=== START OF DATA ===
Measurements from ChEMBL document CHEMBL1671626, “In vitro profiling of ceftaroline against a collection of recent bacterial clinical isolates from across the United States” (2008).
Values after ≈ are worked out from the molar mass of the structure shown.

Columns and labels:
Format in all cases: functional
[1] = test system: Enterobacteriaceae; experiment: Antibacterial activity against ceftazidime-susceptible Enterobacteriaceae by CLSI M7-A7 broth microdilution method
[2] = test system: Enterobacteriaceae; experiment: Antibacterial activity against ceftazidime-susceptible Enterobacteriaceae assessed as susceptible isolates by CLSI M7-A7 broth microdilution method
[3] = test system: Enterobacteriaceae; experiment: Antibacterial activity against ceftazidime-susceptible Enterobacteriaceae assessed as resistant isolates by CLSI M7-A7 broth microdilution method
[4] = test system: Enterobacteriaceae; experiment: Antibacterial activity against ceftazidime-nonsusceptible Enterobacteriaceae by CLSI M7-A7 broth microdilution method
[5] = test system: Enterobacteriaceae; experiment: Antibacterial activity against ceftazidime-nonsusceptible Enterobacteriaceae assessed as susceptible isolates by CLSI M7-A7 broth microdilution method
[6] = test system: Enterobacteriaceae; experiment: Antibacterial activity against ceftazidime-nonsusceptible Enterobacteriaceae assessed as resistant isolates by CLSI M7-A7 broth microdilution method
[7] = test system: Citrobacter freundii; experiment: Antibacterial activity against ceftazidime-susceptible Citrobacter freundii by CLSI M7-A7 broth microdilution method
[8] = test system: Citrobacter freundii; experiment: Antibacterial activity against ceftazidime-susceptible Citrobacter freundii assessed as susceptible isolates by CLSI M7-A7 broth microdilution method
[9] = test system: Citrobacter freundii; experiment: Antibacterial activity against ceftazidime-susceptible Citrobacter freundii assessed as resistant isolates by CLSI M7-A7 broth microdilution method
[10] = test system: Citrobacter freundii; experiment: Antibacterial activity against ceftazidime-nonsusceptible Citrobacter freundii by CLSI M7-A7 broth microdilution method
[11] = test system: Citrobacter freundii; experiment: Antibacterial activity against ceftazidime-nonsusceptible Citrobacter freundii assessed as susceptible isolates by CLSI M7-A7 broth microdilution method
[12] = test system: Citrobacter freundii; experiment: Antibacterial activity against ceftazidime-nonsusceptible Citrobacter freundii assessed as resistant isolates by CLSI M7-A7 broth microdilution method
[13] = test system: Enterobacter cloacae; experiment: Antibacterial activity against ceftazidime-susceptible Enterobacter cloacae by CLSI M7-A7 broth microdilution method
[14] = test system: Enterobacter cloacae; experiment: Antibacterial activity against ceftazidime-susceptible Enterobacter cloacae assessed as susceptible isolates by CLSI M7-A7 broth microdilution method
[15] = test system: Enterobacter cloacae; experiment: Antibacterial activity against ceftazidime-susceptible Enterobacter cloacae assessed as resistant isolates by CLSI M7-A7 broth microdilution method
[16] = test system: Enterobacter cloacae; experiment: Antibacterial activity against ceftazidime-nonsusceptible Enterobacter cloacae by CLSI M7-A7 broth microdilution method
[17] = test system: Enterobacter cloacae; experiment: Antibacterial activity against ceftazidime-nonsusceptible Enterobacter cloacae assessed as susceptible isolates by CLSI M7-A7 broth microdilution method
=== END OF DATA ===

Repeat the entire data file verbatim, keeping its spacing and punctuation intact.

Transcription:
Measurements from ChEMBL document CHEMBL1671626, “In vitro profiling of ceftaroline against a collection of recent bacterial clinical isolates from across the United States” (2008).
Values after ≈ are worked out from the molar mass of the structure shown.

Columns and labels:
Format in all cases: functional
[1] = test system: Enterobacteriaceae; experiment: Antibacterial activity against ceftazidime-susceptible Enterobacteriaceae by CLSI M7-A7 broth microdilution method
[2] = test system: Enterobacteriaceae; experiment: Antibacterial activity against ceftazidime-susceptible Enterobacteriaceae assessed as susceptible isolates by CLSI M7-A7 broth microdilution method
[3] = test system: Enterobacteriaceae; experiment: Antibacterial activity against ceftazidime-susceptible Enterobacteriaceae assessed as resistant isolates by CLSI M7-A7 broth microdilution method
[4] = test system: Enterobacteriaceae; experiment: Antibacterial activity against ceftazidime-nonsusceptible Enterobacteriaceae by CLSI M7-A7 broth microdilution method
[5] = test system: Enterobacteriaceae; experiment: Antibacterial activity against ceftazidime-nonsusceptible Enterobacteriaceae assessed as susceptible isolates by CLSI M7-A7 broth microdilution method
[6] = test system: Enterobacteriaceae; experiment: Antibacterial activity against ceftazidime-nonsusceptible Enterobacteriaceae assessed as resistant isolates by CLSI M7-A7 broth microdilution method
[7] = test system: Citrobacter freundii; experiment: Antibacterial activity against ceftazidime-susceptible Citrobacter freundii by CLSI M7-A7 broth microdilution method
[8] = test system: Citrobacter freundii; experiment: Antibacterial activity against ceftazidime-susceptible Citrobacter freundii assessed as susceptible isolates by CLSI M7-A7 broth microdilution method
[9] = test system: Citrobacter freundii; experiment: Antibacterial activity against ceftazidime-susceptible Citrobacter freundii assessed as resistant isolates by CLSI M7-A7 broth microdilution method
[10] = test system: Citrobacter freundii; experiment: Antibacterial activity against ceftazidime-nonsusceptible Citrobacter freundii by CLSI M7-A7 broth microdilution method
[11] = test system: Citrobacter freundii; experiment: Antibacterial activity against ceftazidime-nonsusceptible Citrobacter freundii assessed as susceptible isolates by CLSI M7-A7 broth microdilution method
[12] = test system: Citrobacter freundii; experiment: Antibacterial activity against ceftazidime-nonsusceptible Citrobacter freundii assessed as resistant isolates by CLSI M7-A7 broth microdilution method
[13] = test system: Enterobacter cloacae; experiment: Antibacterial activity against ceftazidime-susceptible Enterobacter cloacae by CLSI M7-A7 broth microdilution method
[14] = test system: Enterobacter cloacae; experiment: Antibacterial activity against ceftazidime-susceptible Enterobacter cloacae assessed as susceptible isolates by CLSI M7-A7 broth microdilution method
[15] = test system: Enterobacter cloacae; experiment: Antibacterial activity against ceftazidime-susceptible Enterobacter cloacae assessed as resistant isolates by CLSI M7-A7 broth microdilution method
[16] = test system: Enterobacter cloacae; experiment: Antibacterial activity against ceftazidime-nonsusceptible Enterobacter cloacae by CLSI M7-A7 broth microdilution method
[17] = test system: Enterobacter cloacae; experiment: Antibacterial activity against ceftazidime-nonsusceptible Enterobacter cloacae assessed as susceptible isolates by CLSI M7-A7 broth microdilution method